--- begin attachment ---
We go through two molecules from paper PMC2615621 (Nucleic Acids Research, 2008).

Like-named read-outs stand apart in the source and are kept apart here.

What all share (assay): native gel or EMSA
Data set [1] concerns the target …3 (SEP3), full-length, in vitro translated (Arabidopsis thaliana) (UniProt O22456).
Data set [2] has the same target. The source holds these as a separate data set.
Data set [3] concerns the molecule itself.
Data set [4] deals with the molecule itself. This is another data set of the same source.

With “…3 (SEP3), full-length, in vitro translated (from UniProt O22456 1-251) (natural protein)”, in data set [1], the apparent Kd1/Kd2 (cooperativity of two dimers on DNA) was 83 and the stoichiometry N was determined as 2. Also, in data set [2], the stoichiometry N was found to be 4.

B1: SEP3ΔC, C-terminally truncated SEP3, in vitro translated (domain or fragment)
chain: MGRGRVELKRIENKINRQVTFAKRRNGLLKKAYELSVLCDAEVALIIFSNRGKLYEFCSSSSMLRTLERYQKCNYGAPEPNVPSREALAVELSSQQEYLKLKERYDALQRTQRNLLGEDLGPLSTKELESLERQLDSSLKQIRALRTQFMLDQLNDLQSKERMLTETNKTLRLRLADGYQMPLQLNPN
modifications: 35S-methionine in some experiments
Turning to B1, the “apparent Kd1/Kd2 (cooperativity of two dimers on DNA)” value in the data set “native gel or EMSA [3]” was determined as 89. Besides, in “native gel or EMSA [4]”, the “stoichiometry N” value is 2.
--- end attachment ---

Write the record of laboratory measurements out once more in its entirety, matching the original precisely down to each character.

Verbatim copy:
We go through two molecules from paper PMC2615621 (Nucleic Acids Research, 2008).

Like-named read-outs stand apart in the source and are kept apart here.

What all share (assay): native gel or EMSA
Data set [1] concerns the target …3 (SEP3), full-length, in vitro translated (Arabidopsis thaliana) (UniProt O22456).
Data set [2] has the same target. The source holds these as a separate data set.
Data set [3] concerns the molecule itself.
Data set [4] deals with the molecule itself. This is another data set of the same source.

With “…3 (SEP3), full-length, in vitro translated (from UniProt O22456 1-251) (natural protein)”, in data set [1], the apparent Kd1/Kd2 (cooperativity of two dimers on DNA) was 83 and the stoichiometry N was determined as 2. Also, in data set [2], the stoichiometry N was found to be 4.

B1: SEP3ΔC, C-terminally truncated SEP3, in vitro translated (domain or fragment)
chain: MGRGRVELKRIENKINRQVTFAKRRNGLLKKAYELSVLCDAEVALIIFSNRGKLYEFCSSSSMLRTLERYQKCNYGAPEPNVPSREALAVELSSQQEYLKLKERYDALQRTQRNLLGEDLGPLSTKELESLERQLDSSLKQIRALRTQFMLDQLNDLQSKERMLTETNKTLRLRLADGYQMPLQLNPN
modifications: 35S-methionine in some experiments
Turning to B1, the “apparent Kd1/Kd2 (cooperativity of two dimers on DNA)” value in the data set “native gel or EMSA [3]” was determined as 89. Besides, in “native gel or EMSA [4]”, the “stoichiometry N” value is 2.